It was the harvest festival.
This was a special celebration in India. Everyone offered something as an expression of thanks.
The local pastor watched the people entering the church. Most brought food.
Then he noticed her.
The old woman was thin, brown and wrinkled; so frail it seemed a puff of wind might knock her over. She slowly made her way to the front of the church. She carried a large basket of rice. The minister went down to greet her and took the basket from her weathered arms.
She smiled and thanked him.
She was very poor. This he knew. But he also knew she was faithful and devout. Though she had little, she loved God with all she had.
“Oh, dear sister,” the pastor marveled, “this is a very large offering!” The old lady nodded. He asked her if this was an offering for some unusual blessing.
“Yes,” the old woman replied. “My son was very sick and I promised God a large gift if he got well.”
“And your son has recovered?” the minister asked.
The woman paused and he caught a sudden glistening in her eyes.
“No,” she said softly. “He died last week. But I know that he is in God’s care. For that I am especially thankful.”
How much easier it would be if our gratitude could be premised on the circumstances of our lives. God does not leave that option to us. He does not want our thankfulness to be conditional. He wants it to be unequivocal.
God wants our gratitude to be transcendent.
He is clear and direct on this point. We are given no out, no excuse, no exemption and no qualifier.
“In everything give thanks,” Paul tells the Thessalonians (I Thessalonians 5:18, KJV).
“… no matter what the circumstances may be” (The Amplified Bible).
“Thank God no matter what happens” (The Message).
God does not recognize a circumstantial gratitude.
And just in case we may be tempted to think this is only Paul’s view of life, the apostle immediately clears that up in the same verse:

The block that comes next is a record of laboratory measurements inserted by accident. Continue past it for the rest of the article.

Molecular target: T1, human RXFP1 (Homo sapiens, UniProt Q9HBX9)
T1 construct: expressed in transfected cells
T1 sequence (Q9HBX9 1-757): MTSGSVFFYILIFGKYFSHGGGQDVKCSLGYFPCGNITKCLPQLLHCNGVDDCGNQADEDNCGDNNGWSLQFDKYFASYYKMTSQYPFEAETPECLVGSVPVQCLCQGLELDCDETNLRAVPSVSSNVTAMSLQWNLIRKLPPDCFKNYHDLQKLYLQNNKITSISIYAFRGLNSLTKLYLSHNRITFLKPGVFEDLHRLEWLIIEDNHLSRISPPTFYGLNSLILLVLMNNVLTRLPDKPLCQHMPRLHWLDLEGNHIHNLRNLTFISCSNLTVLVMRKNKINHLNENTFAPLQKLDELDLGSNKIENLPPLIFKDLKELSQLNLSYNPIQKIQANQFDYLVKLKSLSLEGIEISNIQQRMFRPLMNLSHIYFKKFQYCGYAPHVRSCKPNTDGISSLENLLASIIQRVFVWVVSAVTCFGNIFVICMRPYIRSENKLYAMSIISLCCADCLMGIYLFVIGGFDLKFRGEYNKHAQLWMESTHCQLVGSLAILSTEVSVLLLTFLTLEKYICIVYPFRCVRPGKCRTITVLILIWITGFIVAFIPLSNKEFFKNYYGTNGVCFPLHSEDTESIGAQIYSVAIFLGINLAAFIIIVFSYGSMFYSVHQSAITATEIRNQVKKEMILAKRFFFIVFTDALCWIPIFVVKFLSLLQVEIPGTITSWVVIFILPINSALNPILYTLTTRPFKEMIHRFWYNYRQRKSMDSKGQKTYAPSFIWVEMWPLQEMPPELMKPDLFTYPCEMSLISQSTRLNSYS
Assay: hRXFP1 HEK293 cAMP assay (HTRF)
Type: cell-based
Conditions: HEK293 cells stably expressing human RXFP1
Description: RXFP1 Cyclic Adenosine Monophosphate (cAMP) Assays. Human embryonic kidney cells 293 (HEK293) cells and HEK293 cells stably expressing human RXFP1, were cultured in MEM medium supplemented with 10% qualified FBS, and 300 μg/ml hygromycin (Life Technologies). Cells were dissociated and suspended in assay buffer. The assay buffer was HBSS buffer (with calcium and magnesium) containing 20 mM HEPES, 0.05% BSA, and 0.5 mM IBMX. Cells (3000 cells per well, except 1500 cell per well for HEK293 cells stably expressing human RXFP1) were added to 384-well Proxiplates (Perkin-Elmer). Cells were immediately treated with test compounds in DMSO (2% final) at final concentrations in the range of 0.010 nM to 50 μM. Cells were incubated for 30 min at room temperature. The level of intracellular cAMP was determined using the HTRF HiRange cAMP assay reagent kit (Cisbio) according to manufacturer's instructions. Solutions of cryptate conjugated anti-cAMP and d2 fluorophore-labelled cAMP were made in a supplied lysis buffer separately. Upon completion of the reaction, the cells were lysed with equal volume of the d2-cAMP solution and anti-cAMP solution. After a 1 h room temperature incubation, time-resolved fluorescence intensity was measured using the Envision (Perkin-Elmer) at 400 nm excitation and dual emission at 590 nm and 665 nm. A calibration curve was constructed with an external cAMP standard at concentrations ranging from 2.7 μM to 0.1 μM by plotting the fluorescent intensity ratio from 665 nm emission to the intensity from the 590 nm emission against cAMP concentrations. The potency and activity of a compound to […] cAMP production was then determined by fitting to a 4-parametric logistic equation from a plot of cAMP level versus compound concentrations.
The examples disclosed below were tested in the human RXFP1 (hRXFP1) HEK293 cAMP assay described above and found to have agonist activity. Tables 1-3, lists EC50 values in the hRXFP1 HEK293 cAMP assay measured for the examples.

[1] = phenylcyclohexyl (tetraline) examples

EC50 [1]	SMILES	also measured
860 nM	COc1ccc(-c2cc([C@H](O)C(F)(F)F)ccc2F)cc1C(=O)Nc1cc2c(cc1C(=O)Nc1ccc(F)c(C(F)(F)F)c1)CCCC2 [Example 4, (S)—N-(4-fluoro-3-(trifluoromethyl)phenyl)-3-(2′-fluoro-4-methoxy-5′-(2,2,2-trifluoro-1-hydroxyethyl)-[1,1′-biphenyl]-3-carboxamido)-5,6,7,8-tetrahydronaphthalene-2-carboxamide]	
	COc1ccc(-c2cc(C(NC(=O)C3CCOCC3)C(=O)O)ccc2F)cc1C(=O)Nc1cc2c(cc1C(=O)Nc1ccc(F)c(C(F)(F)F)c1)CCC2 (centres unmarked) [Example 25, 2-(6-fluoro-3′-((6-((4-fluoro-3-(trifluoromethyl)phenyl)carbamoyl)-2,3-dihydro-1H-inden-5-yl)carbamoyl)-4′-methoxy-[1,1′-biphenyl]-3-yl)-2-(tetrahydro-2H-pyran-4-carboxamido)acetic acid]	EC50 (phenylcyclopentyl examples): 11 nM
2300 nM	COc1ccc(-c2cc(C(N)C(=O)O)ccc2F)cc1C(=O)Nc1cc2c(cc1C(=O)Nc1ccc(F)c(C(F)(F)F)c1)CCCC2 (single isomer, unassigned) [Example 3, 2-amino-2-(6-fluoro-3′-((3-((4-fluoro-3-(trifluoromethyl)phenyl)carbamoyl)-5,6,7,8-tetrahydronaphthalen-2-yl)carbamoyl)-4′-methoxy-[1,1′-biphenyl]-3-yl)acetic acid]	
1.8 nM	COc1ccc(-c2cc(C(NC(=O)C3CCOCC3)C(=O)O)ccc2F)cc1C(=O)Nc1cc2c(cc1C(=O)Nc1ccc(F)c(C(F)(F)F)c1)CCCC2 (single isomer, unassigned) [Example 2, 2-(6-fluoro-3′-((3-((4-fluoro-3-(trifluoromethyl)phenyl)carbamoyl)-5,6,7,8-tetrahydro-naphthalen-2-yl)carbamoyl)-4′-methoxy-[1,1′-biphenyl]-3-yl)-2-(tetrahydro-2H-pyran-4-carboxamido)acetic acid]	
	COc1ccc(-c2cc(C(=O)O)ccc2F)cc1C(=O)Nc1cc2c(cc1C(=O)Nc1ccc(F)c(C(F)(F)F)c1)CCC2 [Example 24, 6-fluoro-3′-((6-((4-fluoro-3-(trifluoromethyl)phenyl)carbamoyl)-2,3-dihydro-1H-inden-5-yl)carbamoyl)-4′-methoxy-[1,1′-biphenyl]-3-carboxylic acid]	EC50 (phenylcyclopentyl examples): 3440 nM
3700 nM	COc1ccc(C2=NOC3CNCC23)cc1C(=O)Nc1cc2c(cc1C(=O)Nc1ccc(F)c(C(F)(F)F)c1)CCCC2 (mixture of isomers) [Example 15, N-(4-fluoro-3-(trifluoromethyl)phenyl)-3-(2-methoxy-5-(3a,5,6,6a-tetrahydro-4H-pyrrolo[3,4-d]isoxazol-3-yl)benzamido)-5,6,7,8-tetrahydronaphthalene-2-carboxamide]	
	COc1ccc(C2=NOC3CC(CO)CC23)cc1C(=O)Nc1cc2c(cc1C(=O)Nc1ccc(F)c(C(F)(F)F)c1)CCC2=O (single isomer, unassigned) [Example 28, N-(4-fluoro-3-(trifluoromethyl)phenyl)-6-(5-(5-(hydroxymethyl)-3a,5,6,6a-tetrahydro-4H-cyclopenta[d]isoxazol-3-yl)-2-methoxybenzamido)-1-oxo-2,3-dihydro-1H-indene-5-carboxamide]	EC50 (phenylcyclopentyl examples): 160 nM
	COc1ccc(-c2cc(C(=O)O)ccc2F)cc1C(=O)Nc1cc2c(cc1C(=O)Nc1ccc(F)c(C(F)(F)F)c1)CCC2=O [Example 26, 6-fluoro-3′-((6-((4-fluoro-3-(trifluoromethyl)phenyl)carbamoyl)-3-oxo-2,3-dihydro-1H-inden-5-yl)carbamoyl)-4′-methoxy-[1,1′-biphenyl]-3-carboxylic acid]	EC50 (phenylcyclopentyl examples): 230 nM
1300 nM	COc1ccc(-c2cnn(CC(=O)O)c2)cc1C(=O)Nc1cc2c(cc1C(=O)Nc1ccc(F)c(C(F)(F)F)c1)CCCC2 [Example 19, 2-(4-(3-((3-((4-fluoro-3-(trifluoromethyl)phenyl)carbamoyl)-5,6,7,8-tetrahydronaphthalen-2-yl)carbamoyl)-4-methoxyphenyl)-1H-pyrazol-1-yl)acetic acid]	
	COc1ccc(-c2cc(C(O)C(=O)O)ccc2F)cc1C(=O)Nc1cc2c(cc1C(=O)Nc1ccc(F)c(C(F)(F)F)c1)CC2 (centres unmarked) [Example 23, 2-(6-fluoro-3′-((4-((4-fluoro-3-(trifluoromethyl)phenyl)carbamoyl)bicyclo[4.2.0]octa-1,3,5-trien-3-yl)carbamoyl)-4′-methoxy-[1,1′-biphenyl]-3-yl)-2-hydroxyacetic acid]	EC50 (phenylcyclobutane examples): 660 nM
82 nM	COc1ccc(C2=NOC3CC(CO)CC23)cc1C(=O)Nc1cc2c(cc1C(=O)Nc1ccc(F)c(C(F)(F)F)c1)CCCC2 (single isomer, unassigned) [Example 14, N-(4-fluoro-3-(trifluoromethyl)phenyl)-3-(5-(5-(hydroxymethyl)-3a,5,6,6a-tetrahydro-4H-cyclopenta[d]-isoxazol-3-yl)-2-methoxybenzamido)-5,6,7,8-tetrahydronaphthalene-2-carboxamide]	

“In everything give thanks; for this is the will of God in Christ Jesus concerning you” (KJV, emphasis added).
It’s a powerful emphasis Paul adds.
This is God’s will for you and me. This is how God wants us to live. This is how he wants us to think. It’s how he wants us to respond.
And if we are “in Christ Jesus,” Paul says, we will want this too.
God wants thankfulness to be our way of living. Gratitude must be a mindset with the Christian; a positive way of viewing the world and our place in it.
Thankfulness is the Christ-centered philosophy of life.
Everyone goes through life feeling entitled or indebted. And one of those two attitudes permeates every area of our lives – our reaction to every situation and our response and relationship to every person.
These attitudes affect our religion and how we see God and expect him to see us. The health and wealth claims of the Prosperity Gospel, which has a large following, are, at their root, an attitude of entitlement: “where’s mine and why is it taking so long to get here?”
The attitude of indebtedness, by contrast, is best summed up in the simple prayer: “Lord Jesus Christ, be merciful to me a sinner.”
It’s the difference between gratification and gratitude.
In the mid-term elections, polls showed Americans angry, bitter, and dissatisfied. Nearly two-thirds said our country is on “the wrong track” and close to half said things will be worse for their children.
Three weeks later, we were told by the media that “an improving economy, more disposable income, consumer optimism and low gas prices are combining to create the biggest Thanksgiving travel rush in years.”
So tomorrow, what will it be?
Will there be a complaining and entitled spirit around our table or a spirit of indebtedness to God and genuine thanks? Will we be despondent with disappointments or shall we joyfully count our many blessings?
It’s interesting that in this passage Paul associates thankfulness with joy, prayer, patience, and encouraging others – none of which are possible without gratitude.
It’s not always easy.
I have a friend who’s had a rough year. He hopes and prays that he and his family are on the other side of it. I have a colleague who just discovered that the latest tests show that his mother-in-law’s stage -four pancreatic cancer has spread.
Thankfulness doesn’t come naturally in such circumstances. It doesn’t come naturally at all. Like all good graces and the fruits of the Spirit, the seeds of gratitude must be carefully and deliberately cultivated in the soil of the soul.
God helps us to do that if we’ll let him.
When international evangelist Nick Vujicic, who was born without arms or legs, was asked if he had ever been bitter toward God for his disability, he said he knew that was one response he could have chosen. Instead, Nick says, “I chose gratitude.” In a worldwide ministry that pulsates with joy and optimism, that choice has made all the difference.
Thankfulness is a choice. Shall we choose to be grateful? We’ve got a big basketful of reasons.
May God bless you and your family. And have a Happy Thanlksgiving.